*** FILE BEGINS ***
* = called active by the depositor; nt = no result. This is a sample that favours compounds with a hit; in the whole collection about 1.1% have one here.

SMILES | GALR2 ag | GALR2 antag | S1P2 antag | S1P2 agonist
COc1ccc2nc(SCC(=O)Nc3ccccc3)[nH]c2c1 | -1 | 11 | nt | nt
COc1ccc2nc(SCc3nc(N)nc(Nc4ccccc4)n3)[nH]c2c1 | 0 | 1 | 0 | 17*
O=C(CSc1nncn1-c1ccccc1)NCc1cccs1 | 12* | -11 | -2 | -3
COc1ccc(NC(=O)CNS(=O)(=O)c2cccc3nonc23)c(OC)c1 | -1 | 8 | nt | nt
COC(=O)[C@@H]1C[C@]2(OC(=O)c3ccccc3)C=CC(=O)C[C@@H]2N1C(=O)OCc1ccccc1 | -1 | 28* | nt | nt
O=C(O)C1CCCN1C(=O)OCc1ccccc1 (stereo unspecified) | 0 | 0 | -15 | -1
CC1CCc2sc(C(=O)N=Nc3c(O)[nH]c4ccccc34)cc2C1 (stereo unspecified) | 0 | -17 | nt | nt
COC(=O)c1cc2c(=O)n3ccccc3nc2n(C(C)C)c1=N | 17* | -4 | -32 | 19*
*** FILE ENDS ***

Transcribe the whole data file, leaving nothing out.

* = called active by the depositor; nt = no result. This is a sample that favours compounds with a hit; in the whole collection about 1.1% have one here.

SMILES | GALR2 ag | GALR2 antag | S1P2 antag | S1P2 agonist
COc1ccc2nc(SCC(=O)Nc3ccccc3)[nH]c2c1 | -1 | 11 | nt | nt
COc1ccc2nc(SCc3nc(N)nc(Nc4ccccc4)n3)[nH]c2c1 | 0 | 1 | 0 | 17*
O=C(CSc1nncn1-c1ccccc1)NCc1cccs1 | 12* | -11 | -2 | -3
COc1ccc(NC(=O)CNS(=O)(=O)c2cccc3nonc23)c(OC)c1 | -1 | 8 | nt | nt
COC(=O)[C@@H]1C[C@]2(OC(=O)c3ccccc3)C=CC(=O)C[C@@H]2N1C(=O)OCc1ccccc1 | -1 | 28* | nt | nt
O=C(O)C1CCCN1C(=O)OCc1ccccc1 (stereo unspecified) | 0 | 0 | -15 | -1
CC1CCc2sc(C(=O)N=Nc3c(O)[nH]c4ccccc34)cc2C1 (stereo unspecified) | 0 | -17 | nt | nt
COC(=O)c1cc2c(=O)n3ccccc3nc2n(C(C)C)c1=N | 17* | -4 | -32 | 19*